Monthly Archives: January 2015

Jan
15

Nut-free Crunchy Muesli Bars
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photo [1]   Nut-free Crunchy Muesli Bars These scrumptious nut-free muesli bars are perfect for school lunches or as a nutritious treat with a herbal tea. These bars are loaded with dietary fibre to support good bowel and cardiovascular health, and provide beneficial fats for brain function, zinc to boost immunity, magnesium required for energy production and the antioxidant vitamin E. These bars are also an excellent source of complex carbohydrates to supply sustained energy to fuel the body and brain. Ingredients: 1 ½ cups oats 40 g desiccated coconut 2 Tablespoons chia or flax seeds + 1 Tablespoon for topping 50g pepitas 50g sunflower seeds 110g raw honey 60 g coconut oil, melted 1 tsp vanilla bean paste or extract 7 medjool dates, deseeded and chopped Method: Preheat oven to 160*C. Line slice tray with baking paper. Place dry ingredients in food processor and pulse until combined. Add honey, coconut oil, vanilla bean and diced date and pulse until combined. Press mixture into slice tray, sprinkle with chia seeds and bake for around 25- 30 minutes until golden. Take out of the oven and cut into squares while still warm. Allow to cool completely before eating. Stores well in an airtight container in the fridge. [1] http://artofhealing.com.au/nut-free-crunchy-muesli-bars/photo-21/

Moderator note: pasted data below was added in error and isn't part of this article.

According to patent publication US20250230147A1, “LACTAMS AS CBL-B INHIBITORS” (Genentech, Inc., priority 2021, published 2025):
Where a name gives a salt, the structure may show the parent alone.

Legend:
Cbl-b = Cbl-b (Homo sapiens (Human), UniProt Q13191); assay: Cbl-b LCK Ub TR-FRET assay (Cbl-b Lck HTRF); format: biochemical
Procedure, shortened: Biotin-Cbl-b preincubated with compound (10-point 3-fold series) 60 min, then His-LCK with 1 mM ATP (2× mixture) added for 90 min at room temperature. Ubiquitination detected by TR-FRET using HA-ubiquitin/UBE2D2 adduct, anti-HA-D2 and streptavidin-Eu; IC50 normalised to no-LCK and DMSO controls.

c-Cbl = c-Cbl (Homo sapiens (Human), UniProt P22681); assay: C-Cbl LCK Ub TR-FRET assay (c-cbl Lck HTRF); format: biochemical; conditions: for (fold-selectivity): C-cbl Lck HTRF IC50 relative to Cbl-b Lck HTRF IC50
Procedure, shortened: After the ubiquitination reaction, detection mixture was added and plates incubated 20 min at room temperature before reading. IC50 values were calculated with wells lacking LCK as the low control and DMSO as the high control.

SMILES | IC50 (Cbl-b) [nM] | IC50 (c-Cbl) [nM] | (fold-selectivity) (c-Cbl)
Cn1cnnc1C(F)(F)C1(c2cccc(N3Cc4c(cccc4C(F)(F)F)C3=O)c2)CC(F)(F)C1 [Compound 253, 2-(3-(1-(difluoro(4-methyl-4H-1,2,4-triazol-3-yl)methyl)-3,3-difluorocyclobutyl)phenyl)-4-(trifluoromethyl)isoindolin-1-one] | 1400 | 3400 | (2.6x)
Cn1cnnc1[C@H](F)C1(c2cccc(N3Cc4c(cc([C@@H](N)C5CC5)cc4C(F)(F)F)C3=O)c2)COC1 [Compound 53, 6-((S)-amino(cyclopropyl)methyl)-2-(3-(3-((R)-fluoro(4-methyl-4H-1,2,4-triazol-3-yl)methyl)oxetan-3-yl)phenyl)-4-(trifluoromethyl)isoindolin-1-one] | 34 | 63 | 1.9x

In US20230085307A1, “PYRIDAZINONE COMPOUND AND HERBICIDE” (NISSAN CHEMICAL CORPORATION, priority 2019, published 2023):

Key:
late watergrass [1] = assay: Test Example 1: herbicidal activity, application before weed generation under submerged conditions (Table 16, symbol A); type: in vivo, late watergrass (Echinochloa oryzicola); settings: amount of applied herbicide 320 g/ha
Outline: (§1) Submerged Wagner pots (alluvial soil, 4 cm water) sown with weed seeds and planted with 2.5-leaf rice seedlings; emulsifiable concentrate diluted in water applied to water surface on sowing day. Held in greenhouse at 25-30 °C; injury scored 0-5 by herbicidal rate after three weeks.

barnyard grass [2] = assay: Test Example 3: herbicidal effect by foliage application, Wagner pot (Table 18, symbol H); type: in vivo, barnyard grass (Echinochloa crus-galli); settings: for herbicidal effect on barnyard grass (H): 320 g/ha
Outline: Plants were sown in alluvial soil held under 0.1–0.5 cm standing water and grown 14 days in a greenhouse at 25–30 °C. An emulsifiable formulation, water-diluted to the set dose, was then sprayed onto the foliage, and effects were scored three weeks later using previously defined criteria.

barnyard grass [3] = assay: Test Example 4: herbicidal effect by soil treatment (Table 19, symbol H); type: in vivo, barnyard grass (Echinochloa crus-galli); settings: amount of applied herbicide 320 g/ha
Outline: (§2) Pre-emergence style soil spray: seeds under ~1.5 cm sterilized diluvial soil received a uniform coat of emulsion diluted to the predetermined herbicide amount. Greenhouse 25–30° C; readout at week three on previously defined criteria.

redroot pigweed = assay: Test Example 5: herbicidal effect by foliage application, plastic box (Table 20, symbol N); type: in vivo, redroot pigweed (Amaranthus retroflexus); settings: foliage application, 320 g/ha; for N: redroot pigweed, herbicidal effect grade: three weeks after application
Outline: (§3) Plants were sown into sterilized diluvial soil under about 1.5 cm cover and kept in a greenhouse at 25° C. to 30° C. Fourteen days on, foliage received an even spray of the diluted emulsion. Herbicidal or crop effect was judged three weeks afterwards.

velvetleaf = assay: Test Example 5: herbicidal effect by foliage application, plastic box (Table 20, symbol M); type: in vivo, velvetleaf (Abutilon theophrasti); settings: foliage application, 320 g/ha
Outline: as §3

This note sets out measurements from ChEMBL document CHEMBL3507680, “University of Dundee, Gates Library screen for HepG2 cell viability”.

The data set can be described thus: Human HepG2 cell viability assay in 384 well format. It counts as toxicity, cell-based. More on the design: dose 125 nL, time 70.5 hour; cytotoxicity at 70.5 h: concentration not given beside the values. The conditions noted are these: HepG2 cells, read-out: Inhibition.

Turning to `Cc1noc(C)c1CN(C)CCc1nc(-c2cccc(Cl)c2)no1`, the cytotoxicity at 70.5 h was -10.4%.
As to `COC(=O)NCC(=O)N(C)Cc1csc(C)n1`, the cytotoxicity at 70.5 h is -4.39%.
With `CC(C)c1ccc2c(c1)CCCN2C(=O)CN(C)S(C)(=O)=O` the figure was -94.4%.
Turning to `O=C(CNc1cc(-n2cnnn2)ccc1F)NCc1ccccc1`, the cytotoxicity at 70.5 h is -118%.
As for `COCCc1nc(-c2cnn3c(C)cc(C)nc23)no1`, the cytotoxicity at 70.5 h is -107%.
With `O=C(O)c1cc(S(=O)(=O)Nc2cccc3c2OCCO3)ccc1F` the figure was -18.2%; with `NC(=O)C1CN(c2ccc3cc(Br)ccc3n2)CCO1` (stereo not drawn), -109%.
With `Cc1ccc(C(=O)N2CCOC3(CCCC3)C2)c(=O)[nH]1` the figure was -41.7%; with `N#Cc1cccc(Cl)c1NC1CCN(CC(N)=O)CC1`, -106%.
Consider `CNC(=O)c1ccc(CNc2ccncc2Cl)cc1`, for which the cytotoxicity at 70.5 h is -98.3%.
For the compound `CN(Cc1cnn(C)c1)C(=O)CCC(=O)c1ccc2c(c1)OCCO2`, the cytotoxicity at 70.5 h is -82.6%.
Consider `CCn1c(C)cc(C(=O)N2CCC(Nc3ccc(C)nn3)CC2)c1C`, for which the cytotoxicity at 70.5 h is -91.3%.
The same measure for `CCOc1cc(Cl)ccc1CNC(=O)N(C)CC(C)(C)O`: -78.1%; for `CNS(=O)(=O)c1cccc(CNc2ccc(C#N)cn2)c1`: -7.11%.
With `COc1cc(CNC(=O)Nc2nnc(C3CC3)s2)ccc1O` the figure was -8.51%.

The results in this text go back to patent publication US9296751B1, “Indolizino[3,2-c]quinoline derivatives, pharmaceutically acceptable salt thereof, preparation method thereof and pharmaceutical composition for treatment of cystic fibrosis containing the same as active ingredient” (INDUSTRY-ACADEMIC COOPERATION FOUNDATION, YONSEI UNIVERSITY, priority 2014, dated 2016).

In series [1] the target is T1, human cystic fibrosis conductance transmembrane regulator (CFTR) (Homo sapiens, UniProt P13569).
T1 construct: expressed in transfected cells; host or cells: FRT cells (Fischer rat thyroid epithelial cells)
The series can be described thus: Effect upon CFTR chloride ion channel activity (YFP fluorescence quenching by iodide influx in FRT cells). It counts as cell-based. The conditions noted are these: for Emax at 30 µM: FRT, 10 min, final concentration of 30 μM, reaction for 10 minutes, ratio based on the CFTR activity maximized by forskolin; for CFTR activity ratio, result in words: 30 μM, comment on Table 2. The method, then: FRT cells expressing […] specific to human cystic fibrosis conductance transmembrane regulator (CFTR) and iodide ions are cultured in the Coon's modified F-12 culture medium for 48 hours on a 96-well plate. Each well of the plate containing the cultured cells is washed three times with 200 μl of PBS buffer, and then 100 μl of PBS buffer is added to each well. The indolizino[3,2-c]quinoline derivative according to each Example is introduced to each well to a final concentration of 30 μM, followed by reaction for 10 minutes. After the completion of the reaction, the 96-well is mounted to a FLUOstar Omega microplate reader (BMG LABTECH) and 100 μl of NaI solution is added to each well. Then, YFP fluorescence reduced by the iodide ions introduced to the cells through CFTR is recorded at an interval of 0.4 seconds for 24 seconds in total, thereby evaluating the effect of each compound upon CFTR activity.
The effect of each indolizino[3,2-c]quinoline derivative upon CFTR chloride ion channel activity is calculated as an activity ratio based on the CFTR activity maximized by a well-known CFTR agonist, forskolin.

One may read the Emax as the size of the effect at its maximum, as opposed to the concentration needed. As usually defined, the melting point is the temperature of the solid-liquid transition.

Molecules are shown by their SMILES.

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Jan
10

Coconut buckwheat pancakes
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photo [1]   Even though its name may be misleading, buckwheat is not actually a grain, it is a fruit seed that is related to rhubarb. Buckwheat makes a great grain substitute for people sensitive to wheat and gluten. Buckwheat is full of fibre and is a good source of magnesium which is beneficial for helping lower stress levels and blood pressure. Magnesium will also help keep blood sugar levels more stable. Buckwheat also provides flavanoids, including rutin, which have powerful antioxidant action and cardiovascular protective properties.   Coconut & buckwheat pancakes Ingredients: 1 cup of organic coconut milk 1 organic egg 1 cup buckwheat flour 3 tsp baking powder 1 tablespoon raw honey Method: Place wet ingredients in a small bowl and whisk until well combined. In a larger bowl place dry ingredients and combine. Make a well and then slowly add wet ingredients, mixing gently. Don’t over mix. Place a little coconut oil in a fry pan and cook until bubbles occur and then flip and cook other side. Delicious served with date spread, coconut yoghurt, banana, berries, or some raw honey and a squeeze of lemon. [1] http://artofhealing.com.au/coconut-buckwheat-pancakes/photo-14/
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Jan
07

Healthy wholemeal carrot & apple muffins